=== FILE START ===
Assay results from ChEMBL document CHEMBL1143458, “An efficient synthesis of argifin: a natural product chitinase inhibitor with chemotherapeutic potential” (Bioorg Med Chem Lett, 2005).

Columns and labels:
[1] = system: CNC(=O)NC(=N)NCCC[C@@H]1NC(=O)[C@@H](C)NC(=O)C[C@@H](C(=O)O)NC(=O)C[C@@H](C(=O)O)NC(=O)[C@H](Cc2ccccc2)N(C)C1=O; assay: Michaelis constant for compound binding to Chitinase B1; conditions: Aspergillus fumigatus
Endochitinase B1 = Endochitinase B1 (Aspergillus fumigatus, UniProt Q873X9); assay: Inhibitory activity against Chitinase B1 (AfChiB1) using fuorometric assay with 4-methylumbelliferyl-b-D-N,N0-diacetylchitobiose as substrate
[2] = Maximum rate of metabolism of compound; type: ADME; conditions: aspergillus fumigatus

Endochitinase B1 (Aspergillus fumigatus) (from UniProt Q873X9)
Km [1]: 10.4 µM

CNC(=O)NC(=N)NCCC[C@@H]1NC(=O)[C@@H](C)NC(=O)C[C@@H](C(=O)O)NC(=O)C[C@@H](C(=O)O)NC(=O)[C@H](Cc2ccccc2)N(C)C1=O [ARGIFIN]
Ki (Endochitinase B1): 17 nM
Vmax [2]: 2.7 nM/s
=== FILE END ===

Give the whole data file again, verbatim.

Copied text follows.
Assay results from ChEMBL document CHEMBL1143458, “An efficient synthesis of argifin: a natural product chitinase inhibitor with chemotherapeutic potential” (Bioorg Med Chem Lett, 2005).

Columns and labels:
[1] = system: CNC(=O)NC(=N)NCCC[C@@H]1NC(=O)[C@@H](C)NC(=O)C[C@@H](C(=O)O)NC(=O)C[C@@H](C(=O)O)NC(=O)[C@H](Cc2ccccc2)N(C)C1=O; assay: Michaelis constant for compound binding to Chitinase B1; conditions: Aspergillus fumigatus
Endochitinase B1 = Endochitinase B1 (Aspergillus fumigatus, UniProt Q873X9); assay: Inhibitory activity against Chitinase B1 (AfChiB1) using fuorometric assay with 4-methylumbelliferyl-b-D-N,N0-diacetylchitobiose as substrate
[2] = Maximum rate of metabolism of compound; type: ADME; conditions: aspergillus fumigatus

Endochitinase B1 (Aspergillus fumigatus) (from UniProt Q873X9)
Km [1]: 10.4 µM

CNC(=O)NC(=N)NCCC[C@@H]1NC(=O)[C@@H](C)NC(=O)C[C@@H](C(=O)O)NC(=O)C[C@@H](C(=O)O)NC(=O)[C@H](Cc2ccccc2)N(C)C1=O [ARGIFIN]
Ki (Endochitinase B1): 17 nM
Vmax [2]: 2.7 nM/s